Performing yesterday at Jacob’s Pillow was a dream come true.
Posts tagged dance.
hey! you can see me dance!
this is from a video shoot (no audience) we did this past winter, mainly for promotional material. the piece is a quartet entitled “Murmur”, and it shows the much softer side of the company’s repertoire. (it’s also got a whole long back story/meaning which I won’t get into). it also happens to be one of my favorite pieces we do, if not my number one. if you’ve got 13 minutes to spare, and want to see me in tiny booty shorts doing some pretty dancing, I’d recommend taking a peek.
and in case you couldn’t tell, I’m the… not black one.
No but seriously. How many more times am I going to have to post this for you to get the hint?
Oh hey Chicago friends. We’re (finally) doing a full concert in the city next month. If you want to see some incredible dance, and me, and me doing some incredible dance, and my nipples (yes! my nipples!) then you should consider coming.
(You seriously wouldn’t regret seeing my nipples. I’ve been working out a lot.)
Oh I didn’t tell you? We’re going on tour to Russia next week.
did a company photo shoot on Monday. this is the only publicized shot so far.
Ask A LehrerDancer, Episode 1
The gang at LehrerDance sits down and answers your questions in the inaugural episode of ‘Ask A LehrerDancer.’ All questions are submitted by our loyal fans at firstname.lastname@example.org
In this episode the dancers discuss their favorite pieces, favorite places to tour and what to bring with you when you’re on the road.
This is a pretty neat video series we’re doing. Watch it. You’ll laugh, you’ll cry. You’ll fall a little bit more in love with
I was going to just post certain snippets of the article, but screw it. While the numbers are specific to NYC, the underlying message is true for all professional (concert) dancers everywhere. TRUST. ME.
The average professional dancer in New York City earns only $28,000 a year, according to a study to be released Monday by Dance NYC. The amount is just above the nation’s poverty line.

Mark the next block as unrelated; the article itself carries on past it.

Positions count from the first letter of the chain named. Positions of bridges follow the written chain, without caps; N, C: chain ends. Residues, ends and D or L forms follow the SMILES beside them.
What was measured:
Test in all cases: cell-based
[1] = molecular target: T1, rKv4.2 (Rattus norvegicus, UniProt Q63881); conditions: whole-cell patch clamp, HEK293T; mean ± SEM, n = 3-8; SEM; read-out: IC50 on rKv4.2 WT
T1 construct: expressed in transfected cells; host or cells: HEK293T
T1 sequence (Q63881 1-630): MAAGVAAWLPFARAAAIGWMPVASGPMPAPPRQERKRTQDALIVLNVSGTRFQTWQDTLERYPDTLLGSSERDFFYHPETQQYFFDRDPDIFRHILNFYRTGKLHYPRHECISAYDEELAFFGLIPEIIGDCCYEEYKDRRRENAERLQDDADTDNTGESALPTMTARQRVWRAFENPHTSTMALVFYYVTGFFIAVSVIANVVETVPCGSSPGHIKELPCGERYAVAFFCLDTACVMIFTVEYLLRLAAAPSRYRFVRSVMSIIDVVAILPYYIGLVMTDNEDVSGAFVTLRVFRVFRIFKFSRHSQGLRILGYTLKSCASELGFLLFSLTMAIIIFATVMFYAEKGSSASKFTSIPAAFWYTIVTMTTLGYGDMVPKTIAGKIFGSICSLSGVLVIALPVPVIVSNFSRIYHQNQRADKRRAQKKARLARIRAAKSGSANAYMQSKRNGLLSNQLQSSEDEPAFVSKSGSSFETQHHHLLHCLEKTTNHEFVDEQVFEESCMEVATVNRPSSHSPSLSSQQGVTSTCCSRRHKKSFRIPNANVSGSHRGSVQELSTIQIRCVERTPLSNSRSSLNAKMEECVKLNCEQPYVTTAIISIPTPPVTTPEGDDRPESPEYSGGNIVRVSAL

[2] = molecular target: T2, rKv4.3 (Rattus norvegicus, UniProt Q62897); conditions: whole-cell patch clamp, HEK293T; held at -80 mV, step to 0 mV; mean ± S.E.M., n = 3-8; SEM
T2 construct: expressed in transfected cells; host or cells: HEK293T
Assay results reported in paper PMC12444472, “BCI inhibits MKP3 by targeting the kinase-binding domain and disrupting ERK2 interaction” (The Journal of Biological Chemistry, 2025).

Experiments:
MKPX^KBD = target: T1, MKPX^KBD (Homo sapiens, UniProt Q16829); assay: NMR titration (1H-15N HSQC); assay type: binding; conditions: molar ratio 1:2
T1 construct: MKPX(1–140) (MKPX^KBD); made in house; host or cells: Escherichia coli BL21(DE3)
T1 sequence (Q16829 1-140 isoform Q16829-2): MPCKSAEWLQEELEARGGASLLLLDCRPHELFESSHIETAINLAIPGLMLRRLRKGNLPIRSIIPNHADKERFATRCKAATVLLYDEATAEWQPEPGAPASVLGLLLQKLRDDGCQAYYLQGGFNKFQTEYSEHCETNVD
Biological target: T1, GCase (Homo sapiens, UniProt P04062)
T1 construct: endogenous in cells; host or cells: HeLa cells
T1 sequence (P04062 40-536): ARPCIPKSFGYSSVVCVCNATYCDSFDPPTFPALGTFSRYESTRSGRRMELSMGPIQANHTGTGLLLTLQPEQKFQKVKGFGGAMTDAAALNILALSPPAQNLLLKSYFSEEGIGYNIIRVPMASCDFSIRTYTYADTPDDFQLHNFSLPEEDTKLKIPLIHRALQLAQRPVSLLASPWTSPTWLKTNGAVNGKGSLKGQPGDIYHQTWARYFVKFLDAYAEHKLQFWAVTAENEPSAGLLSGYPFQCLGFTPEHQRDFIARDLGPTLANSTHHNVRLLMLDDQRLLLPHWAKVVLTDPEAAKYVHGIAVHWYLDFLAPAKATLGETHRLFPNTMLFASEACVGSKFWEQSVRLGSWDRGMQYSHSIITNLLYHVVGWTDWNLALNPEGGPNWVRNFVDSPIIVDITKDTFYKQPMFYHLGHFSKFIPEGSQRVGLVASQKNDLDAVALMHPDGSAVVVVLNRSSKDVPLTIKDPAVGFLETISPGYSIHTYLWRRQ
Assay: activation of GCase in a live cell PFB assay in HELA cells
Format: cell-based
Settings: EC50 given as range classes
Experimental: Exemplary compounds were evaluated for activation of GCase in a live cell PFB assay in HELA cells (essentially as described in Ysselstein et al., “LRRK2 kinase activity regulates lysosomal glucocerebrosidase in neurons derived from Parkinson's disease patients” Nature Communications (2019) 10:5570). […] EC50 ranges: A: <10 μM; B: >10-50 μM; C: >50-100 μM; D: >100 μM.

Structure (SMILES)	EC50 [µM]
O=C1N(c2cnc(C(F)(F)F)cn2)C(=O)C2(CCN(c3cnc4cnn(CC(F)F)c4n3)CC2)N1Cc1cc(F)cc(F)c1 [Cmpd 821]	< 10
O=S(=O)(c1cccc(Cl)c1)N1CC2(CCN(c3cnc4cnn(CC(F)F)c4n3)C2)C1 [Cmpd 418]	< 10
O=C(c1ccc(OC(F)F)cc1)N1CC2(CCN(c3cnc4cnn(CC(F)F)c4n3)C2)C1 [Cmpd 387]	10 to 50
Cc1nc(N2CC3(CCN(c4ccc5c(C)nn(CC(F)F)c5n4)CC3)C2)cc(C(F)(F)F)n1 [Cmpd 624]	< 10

Of that income, just 55% comes from dance jobs, on average. More than 40% of the dancers surveyed earned less than $5,000 from the dance industry, according to the report, “Dance Workforce Census: Earnings Among Individuals 21-35.” Two-thirds made less than $20,000 from dancing.
The study, which surveyed 1,231 dancers, is the first to focus on this age group, arguably the time when dancers are in their prime. This group also represents the future of the dance industry.
Just like struggling actors who have to work many jobs to make ends meet, it may come as little surprise that dancers are struggling as well. But dance advocates said they hoped that by releasing real data, more private and state funding would be given to the field.
“The value of this study is its presentation of the first concrete research relating to the untenable economic plight of young dancers, choreographers and administrators working within the dance field in New York City,” Beverly D’Anne, former director of the dance program at the New York State Council on the Arts, said in a statement. “If the passion, discipline and creativity of these individuals is not to be wasted, it must be allowed to flourish in a way that confirms that dance is, indeed, a respected profession.”
Indeed, more than 40% of the dancers surveyed work three to five jobs to make ends meet. Though 90% of the respondents have at least a college degree, a quarter of them reported working in restaurants or hospitality, while 22% said they had administrative jobs.
Nearly half of the group said they live in Brooklyn, while 94% perform in Manhattan. The majority of respondents, 73%, are so busy and strapped for cash that they only attend two or fewer dance performances a month.
“The reality of insufficient resources in dance and evidence that dance workers ages 21-35 somehow get by, even thrive, despite the odds, provide little comfort,” said Lane Harwell, director of Dance NYC. “For the future of the art form, we need to invest and think creatively about how to improve the lives of our workers, establish viable career paths, and nourish future leaders.”
a brief recap of our Home Season concert this past weekend, featured on buffalo.com.
LehrerDance, ready to premiere The Alliance at our Home Season concert, 10/1/11.
We’re a pretty epic company.